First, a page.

Scoliosis and Physical Therapy

What is Scoliosis?

Scoliosis is an abnormal sideways curvature of the spine. It is indicated by the side-to-side “C” or “S” shape of that curve. Normally, the spine has a natural curve at the top of the shoulders and in the lower back. While everyone has these slight curvatures, if the angle of the curve measures 10 degrees or more, it is deemed scoliosis.

Scoliosis can be visibly evident as an uneven look of the shoulders, hips or waist. The vertebrae of the spine may also be rotated, which results in one shoulder blade or the trunk muscles appearing more prominent.

Scoliosis affects more females than males (two percent of the female population has scoliosis versus one-half percent of the male population). More than 80 percent of people with scoliosis have idiopathic scoliosis (no known cause), the majority of whom are adolescent girls. Scoliosis in this category is based on the age at which it develops, and is divided into three groupings.

  • Idiopathic scoliosis – under three years old
  • Juvenile idiopathic scoliosis – between three and 10 years of age
  • Adolescent idiopathic scoliosis – ages 10 to 18

A cause can be identified for an estimated 20 percent of scoliosis cases (i.e. those not idiopathic). These are different types of scoliosis, including:

  • Congenital, in which spinal deformities are apparent at birth
  • Neurological, when nerve abnormalities affect muscles in the spine

Other categories of scoliosis include:

  • Structural, in which the curvature of the spine is permanent and is caused by injury, disease or birth defect
  • Nonstructural, in which the curvature is temporary and can be corrected

Another relevant and common type of scoliosis is degenerative. While the overall adult population is reported to have an incidence of scoliosis ranging from two to 32 percent, one study showed that in the elderly, that rate jumps to 60 percent. This form of scoliosis is caused by an arthritic condition (spondylosis) of the spine. Some other causes of degenerative scoliosis include osteoporosis, vertebral compression fractures and disc degeneration.

Scoliosis can result in the following:

  • Back pain
  • Muscle imbalance
  • Uneven shoulder, hip or waistline height
  • Pain in the surrounding areas of the spine (shoulder, hip, pelvis)
  • Pain with activity or with certain movements
  • Compromised breathing

Causes

Although it is not always the case that those who develop idiopathic scoliosis have a family history of the condition, it does increase the risk.

Common causes of scoliosis, other than idiopathic are:

  • Birth defects (e.g. spina bifida)
  • Genetic conditions (e.g. Down syndrome, Marfan syndrome)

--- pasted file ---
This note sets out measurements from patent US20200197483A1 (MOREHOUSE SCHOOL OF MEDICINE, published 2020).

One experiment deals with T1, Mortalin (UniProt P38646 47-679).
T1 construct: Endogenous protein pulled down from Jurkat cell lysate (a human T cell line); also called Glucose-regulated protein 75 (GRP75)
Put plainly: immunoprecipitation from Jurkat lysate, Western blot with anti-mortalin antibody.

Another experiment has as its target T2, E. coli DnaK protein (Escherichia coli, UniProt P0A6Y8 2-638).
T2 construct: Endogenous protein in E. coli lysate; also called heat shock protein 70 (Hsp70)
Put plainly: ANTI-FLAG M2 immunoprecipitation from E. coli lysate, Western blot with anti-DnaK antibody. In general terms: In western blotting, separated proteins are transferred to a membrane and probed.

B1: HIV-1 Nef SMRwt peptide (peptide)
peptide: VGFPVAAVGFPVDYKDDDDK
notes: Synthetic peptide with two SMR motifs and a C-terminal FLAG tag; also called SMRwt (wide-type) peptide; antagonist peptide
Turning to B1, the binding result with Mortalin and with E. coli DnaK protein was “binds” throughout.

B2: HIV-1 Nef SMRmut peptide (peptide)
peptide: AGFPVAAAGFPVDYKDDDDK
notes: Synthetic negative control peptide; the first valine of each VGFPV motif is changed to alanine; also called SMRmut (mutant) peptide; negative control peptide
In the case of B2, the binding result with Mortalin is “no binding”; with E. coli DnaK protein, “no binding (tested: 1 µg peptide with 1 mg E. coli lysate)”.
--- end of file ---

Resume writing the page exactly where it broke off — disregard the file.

• Neurological abnormalities
  • Neuromuscular conditions (e.g. cerebral palsy, muscular dystrophy)
  • Spine injuries or infections
  • Tumors

Physical Therapy for Scoliosis

The prognosis for an individual with scoliosis depends on how severe the problem is, and how early it is diagnosed and treated. While there is no cure for scoliosis, the symptoms can be treated and reduced.

Physical therapy is one of the main ways to manage scoliosis symptoms, as well as to maximize functional capacity.

There are a number of areas in which physical therapy can help those with scoliosis. These include:

  • Improving mobility and flexibility
  • Improving posture
  • Preventing the spine curvature from progressing
  • Recovering from scoliosis surgery
  • Relieving pain
  • Strengthening involved muscles

These benefits are achieved through some of the following physical therapy techniques:

Strength exercises. These are often exercises to strengthen supporting spine muscles (such as in the shoulders, back and hips) that have weakened due to the spine’s positioning.

Range-of-motion exercises. These are designed to provide flexibility, especially in targeted areas in which movement limitations may exist.

Manual therapy. Restoring joint and muscle tissue motion that has been restricted by scoliosis may be done with hands-on work, in which physical therapists specialize. This is done to help facilitate movement patterns.

Modalities. There are additional treatments that may help achieve physical therapy goals. These include such modalities as ice, heat, ultrasound and/or electrical stimulation.

Education. Physical therapists are experts in assessing and providing education on proper movement patterns. They can also provide information on scoliosis and its impact on the body.

Types of Physical Therapy for the Treatment of Scoliosis

There are a number of physical therapy techniques that are used especially for the treatment of scoliosis. An excellent review of many of them is published in a 2016 article entitled, Physiotherapy scoliosis-specific exercises—a comprehensive review of seven major schools. The article appears in Scoliosis and Spinal Disorders, a journal that encompasses all aspects of spinal deformities and disorders.

At Spinal Rehabilitation and Wellness Center, we are experts in providing customized physical therapy as part of our multi-disciplinary approach. For more information or to schedule an appointment, contact us today.